The recent annual Nathan’s Hot-Dog Eating Contest (really, it’s a sport?) reminded me of a few gluttons from my past – of the wildlife variety. The term is used loosely here to include some ambitious and/or instinctive eaters encountered during a lifetime of hiking and a lot of fishing in my younger days. Had cameras been pocket gadgets back then like they are today, some great illustrations would be accompanying this piece. At least a few would be of bullfrogs.
During my youth, our home was bordered on two sides by a river, where rapids flowed into calm waters. Summer nights were filled with the familiar bullfrog sound, “jug-o-rum, jug-o-rum,” and most days, too. We used to “fish” for them by dragging some type of bait across the surface in weedy areas. Bullfrogs can be wary and quick to submerge, but if you can get close enough to try the surface method, be ready for some great entertainment. You don’t have to catch them so there’s no need for a hook.
A bullfrog will try to eat just about anything that moves, so if your bait (almost anything that will float) passes close by a frog, it will probably be attacked. Try it again and the same will likely happen. I was doing this as a kid when the commotion of one attack attracted other bullfrogs, who quickly came hopping over in hopes of a quick meal or to defend the territory. To my surprise – shock is a better word – the moving bullfrog was seized in the mouth of another, as if planning to swallow it. It amazed me further that I made it happen a few times before they seemed to wise up.
Another time, I was reeling in a fifteen-inch shiner (a slim fish that favors rapids), and as it splashed near the shoreline downstream from me, a bullfrog made two quick hops and tried to gobble it down. I don’t believe he could have swallowed it, but I actually had to make the frog open its mouth so I could release the fish. Bullfrog teeth aren’t sharp, but are very short and numerous, giving them a heck of a grip.
Hiking for decades in the Adirondacks led to a rare double. Once while circling the edge of a marshy area, I heard a loud groaning sound that spooked me a little because I had no idea what it was. Creeping closer to the source, I found a fair-sized frog in great distress, its lower half enveloped in the mouth of a large garter snake. The bookend story was once finding a bullfrog in the process of swallowing a garter snake. I wasn’t around for the outcome of either event, but both images remain fresh in my mind.
Near our house, muskellunge (muskies) were common, and I fished for them constantly. They’re referred to as freshwater barracuda for several good reasons: they’re built the same, possess a mouthful of large teeth, and are voracious feeders. And they’re big enough that fourteen-inch-long bait is not uncommon.
It’s often said that it takes 100 hours of fishing to catch a legal-size muskie, so there’s plenty of time for the mind to wander, as mine did one day, watching a duck paddle upstream. The river suddenly exploded as a muskie engulfed the duck. Watching the ripples slowly fade away, I was stunned and even a bit scared (I was only twelve), wondering about stories I’d heard from old-timers about giant muskies. I’d seen one eat a wood rat (a muskie, not an old-timer), but nothing nearly as big as a duck.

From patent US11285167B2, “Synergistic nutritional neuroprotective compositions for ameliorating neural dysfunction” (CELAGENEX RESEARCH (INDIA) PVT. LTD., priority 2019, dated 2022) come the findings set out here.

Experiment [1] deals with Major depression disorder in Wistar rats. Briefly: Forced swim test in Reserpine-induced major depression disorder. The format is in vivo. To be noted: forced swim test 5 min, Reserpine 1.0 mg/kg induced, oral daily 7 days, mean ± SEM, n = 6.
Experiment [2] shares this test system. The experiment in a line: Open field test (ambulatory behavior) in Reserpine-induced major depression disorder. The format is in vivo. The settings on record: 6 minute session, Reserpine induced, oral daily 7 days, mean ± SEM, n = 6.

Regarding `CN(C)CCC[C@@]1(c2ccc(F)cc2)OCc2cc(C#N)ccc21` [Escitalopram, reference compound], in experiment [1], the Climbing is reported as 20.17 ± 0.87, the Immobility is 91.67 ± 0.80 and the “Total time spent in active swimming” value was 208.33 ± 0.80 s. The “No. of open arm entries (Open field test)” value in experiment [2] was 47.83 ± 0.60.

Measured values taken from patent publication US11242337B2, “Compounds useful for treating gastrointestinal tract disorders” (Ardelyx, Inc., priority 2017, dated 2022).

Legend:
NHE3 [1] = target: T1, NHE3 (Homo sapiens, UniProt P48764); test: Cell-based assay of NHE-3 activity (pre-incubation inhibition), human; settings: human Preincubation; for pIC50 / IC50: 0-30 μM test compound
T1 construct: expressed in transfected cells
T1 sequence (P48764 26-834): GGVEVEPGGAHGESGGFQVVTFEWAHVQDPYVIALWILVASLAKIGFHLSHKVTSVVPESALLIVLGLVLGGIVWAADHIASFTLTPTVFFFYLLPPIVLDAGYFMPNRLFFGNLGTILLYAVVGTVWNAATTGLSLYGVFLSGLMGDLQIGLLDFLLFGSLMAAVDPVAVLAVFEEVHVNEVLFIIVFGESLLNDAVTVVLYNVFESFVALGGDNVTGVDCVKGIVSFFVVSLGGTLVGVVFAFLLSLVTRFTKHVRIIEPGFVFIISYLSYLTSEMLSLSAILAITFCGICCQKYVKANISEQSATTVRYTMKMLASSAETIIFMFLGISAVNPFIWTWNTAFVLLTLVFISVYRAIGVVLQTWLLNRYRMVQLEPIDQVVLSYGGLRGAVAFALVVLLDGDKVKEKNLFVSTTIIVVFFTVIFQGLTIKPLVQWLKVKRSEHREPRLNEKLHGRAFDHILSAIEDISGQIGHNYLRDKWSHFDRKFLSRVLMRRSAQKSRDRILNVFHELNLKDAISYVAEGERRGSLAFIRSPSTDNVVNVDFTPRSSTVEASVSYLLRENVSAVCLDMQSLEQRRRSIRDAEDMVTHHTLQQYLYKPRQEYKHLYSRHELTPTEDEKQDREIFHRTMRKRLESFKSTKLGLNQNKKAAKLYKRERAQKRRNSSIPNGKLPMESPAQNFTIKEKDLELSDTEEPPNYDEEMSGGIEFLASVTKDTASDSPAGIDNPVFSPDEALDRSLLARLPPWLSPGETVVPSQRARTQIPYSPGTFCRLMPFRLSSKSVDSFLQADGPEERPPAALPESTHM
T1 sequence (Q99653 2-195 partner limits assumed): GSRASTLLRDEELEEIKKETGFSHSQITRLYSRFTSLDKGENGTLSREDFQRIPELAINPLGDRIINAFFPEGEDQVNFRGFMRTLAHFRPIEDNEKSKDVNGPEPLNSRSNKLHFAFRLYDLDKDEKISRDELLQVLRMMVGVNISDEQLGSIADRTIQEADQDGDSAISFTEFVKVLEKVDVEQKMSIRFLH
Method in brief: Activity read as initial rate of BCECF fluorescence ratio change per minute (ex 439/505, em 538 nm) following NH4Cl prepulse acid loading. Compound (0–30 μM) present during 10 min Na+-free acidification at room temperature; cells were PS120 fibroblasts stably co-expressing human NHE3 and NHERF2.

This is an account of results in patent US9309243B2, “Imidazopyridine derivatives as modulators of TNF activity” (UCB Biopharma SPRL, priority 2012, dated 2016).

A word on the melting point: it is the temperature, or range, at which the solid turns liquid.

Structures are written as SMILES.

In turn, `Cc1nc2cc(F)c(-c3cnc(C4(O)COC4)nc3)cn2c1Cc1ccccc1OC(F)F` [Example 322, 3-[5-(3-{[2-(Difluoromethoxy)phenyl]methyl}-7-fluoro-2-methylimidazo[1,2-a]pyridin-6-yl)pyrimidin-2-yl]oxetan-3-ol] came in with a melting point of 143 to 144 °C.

My fascination with fish led to a love of aquariums. As an adult, I could choose what I always wanted, an aquarium full of local critters instead of tropicals, like having a piece of the river in the house. In a 30-gallon aquarium, I had crayfish, various water bugs, and very small versions of several fish including rock bass, perch, sunfish, black bass, and northern pike, none of which were more than an inch and a half long.
I asked a game warden one night if it was OK to take fish under the legal size limit for the aquarium. I thought it was just a courtesy, but he said, “Technically, no, so don’t do it when I’m around.” It was an awkward moment, me standing there with pail, net, and flashlight in hand while asking.
The aquarium was finally stocked, complete with a thick mass of weeds where a school of minnows could hide. All in all, it seemed like a pretty good representation of natural habitat and gave me a great chance to learn more about fish behaviors. One that really surprised me was the feeding habits of the rock bass and pike. Even though I fed them, they ate other fish at every opportunity, which at least appeared gluttonous – very often they would swim around with the tail of their latest prey protruding from the mouth, having eaten a meal almost equal to their own size. It was new to me, and I thought it might lead to their own death, but it didn’t. I’ve since learned it’s common behavior, and the meal will eventually digest. It was a relief back then when they all survived.
The new champion of Nathan’s contest (devouring 62 hot dogs and rolls in ten minutes) survived as well. I’m not sure if he left with a hot dog sticking out of his mouth, but I wouldn’t be surprised.
Photo: Largemouth bass eating shiner (Canadian Museum of Nature)